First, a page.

The Lost City of Mrauk U, Once As Prosperous as London
Almost unknown outside Asia during its reign, it remains so even today. Mrauk U was as prosperous as London by 1635, with an estimated population of 160,000, which included a few thousand foreign merchants, traders, & armed mercenaries. The Arakan Kings valued themselves so highly, they paid small fortunes to maintain Japanese Samurai as their only trusted bodyguards.
Mrauk U, which means "North Far" may seem to be a sleepy village today but not so long ago it was the capital of the Arakan empire where Portuguese, Dutch and French traders rubbed shoulders with the literati of Bengal and Mughal princes on the run. Mrauk U was declared capital of the Arakanese kingdom in 1431. At its peak, Mrauk U controlled half of Bangladesh, modern day Rakhine State (Arakan) and the western part of Lower Burma. As the city grew, many pagodas and temples were built. Several of them remain, and these are the main attraction of Mrauk-U.
They lie across rolling northern Rakhine State hilltops and form an awe-inspiring sight, whilst providing an experience quite unlike anything else in Myanmar.
The Kingdom of Mrauk-U was an independent coastal kingdom of Arakan which existed for over 354 years. It was based in the city of Mrauk-U, near the eastern coast of the Bay of Bengal. The kingdom from 1429 to 1785 ruled over what is now Rakhine State, Myanmar and Chittagong Division, Bangladesh.
From 1429 to 1531 it was a protectorate of the Bengal Sultanate at different time periods. After gaining independence from Bengal, it prospered with help from the Portuguese settlement in Chittagong. In 1666, it lost control of Chittagong after a war with the Mughal Empire. Its reign continued until the 18th century, when it fell to the invasion of the Burmese Empire.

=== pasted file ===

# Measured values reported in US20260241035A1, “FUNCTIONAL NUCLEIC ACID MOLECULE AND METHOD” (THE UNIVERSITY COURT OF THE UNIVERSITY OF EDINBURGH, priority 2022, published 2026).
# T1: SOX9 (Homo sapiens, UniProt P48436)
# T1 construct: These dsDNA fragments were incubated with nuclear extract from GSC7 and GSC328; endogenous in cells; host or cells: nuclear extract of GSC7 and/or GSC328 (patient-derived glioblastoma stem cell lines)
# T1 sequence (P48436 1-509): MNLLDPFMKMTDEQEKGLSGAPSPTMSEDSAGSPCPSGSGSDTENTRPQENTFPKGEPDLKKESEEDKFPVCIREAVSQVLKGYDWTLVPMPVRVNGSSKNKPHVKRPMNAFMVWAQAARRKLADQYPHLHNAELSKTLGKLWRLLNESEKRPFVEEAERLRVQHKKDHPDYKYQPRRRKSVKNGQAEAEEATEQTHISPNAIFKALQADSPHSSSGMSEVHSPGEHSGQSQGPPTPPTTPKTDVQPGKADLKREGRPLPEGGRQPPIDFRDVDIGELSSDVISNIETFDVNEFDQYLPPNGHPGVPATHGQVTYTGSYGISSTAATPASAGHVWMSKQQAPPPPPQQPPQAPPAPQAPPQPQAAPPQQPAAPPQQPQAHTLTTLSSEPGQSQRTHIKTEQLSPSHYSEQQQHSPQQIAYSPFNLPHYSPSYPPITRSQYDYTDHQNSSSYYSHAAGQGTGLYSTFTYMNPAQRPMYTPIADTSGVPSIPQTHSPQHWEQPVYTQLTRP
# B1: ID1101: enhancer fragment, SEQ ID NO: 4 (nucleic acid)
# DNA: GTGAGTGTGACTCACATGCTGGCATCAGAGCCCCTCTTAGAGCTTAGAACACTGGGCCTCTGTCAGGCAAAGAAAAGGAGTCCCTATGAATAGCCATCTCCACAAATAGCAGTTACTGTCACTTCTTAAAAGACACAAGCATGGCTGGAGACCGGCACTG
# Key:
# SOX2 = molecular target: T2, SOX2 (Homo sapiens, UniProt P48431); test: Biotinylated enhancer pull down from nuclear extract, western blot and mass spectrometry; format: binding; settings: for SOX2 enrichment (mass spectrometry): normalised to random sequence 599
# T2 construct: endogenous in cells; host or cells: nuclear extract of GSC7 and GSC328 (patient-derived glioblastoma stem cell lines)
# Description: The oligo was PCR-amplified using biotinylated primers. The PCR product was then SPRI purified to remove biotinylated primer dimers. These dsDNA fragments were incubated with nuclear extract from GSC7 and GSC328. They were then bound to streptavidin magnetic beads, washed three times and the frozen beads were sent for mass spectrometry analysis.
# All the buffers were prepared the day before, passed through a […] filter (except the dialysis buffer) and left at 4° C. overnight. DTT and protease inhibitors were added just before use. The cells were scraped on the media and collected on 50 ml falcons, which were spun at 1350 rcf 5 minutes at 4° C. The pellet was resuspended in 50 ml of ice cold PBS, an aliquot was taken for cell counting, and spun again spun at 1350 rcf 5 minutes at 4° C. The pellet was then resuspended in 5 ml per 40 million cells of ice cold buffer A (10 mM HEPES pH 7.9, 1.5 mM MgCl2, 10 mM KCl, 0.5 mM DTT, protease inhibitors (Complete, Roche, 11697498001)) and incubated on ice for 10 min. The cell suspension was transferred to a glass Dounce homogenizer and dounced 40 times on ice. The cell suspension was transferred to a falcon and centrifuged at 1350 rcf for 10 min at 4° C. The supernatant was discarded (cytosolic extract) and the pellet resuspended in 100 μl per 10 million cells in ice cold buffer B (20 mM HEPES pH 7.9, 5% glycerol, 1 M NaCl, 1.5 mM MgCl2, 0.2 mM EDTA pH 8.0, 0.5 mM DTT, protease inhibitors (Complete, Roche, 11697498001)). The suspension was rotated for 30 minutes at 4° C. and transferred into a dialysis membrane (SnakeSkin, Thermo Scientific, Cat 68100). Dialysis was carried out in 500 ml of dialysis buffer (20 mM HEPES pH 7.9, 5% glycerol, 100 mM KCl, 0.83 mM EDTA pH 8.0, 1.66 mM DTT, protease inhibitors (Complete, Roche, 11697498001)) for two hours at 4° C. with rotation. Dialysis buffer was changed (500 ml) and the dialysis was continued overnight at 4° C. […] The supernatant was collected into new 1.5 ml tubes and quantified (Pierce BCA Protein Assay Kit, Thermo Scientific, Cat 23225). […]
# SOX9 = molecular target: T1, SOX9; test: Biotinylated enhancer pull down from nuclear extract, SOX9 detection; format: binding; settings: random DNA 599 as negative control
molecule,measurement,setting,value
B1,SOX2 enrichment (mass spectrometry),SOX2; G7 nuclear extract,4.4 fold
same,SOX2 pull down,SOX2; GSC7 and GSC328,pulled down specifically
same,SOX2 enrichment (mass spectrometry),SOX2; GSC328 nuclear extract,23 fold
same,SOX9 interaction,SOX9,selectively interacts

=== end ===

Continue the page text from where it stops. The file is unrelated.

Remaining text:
A distinctive area
Impressive as they are, Mrauk U is more than just old temples and fortresses. The culture of Rakhine is distinct from the rest of Myanmar, in that it is in large measure ethnically Bengali. The food, the smells, the textile designs, and the faces are quite different here. In addition, beyond Mrauk U further upriver lie several Chin villages.
This is of note because the ornately tattooed faces of Chin women are quickly vanishing. When this current older generation passes, so will this centuries old practice of going to great pains to attract a mate. The younger generations have had to resort to sashays and come hither smiles, much to the chagrin of their mothers.
The 'real' Myanmar and how to get there
Mrauk U is the authentic Myanmar you can hope to find in a country closed to the world for many years, as this nation’s popular spots are starting to get spoiled.
One of the reasons Mrauk U is so unspoiled by tourists is it’s not all that easy to get there. First, there’s no airport. That’s key, because airports open the tourist floodgates and 'ruin' a place faster. The only way to get to Mrauk U is by bus or boat, and neither are all that easy.
It seems that when people talk about temples and Stupas, all you hear about is Bagan. True, Bagan is amazing and we loved it, but Mrauk U is also covered with temples and stupas, and they’re especially spectacular because you have them all to yourself. The Shite-Thaung is the biggest and most popular temple in Mrauk U. It’s known for containing 80,000 Buddhas.
Source : luminousjourneys.net | Wikitravel.com | Travelintense.com | Tripadvior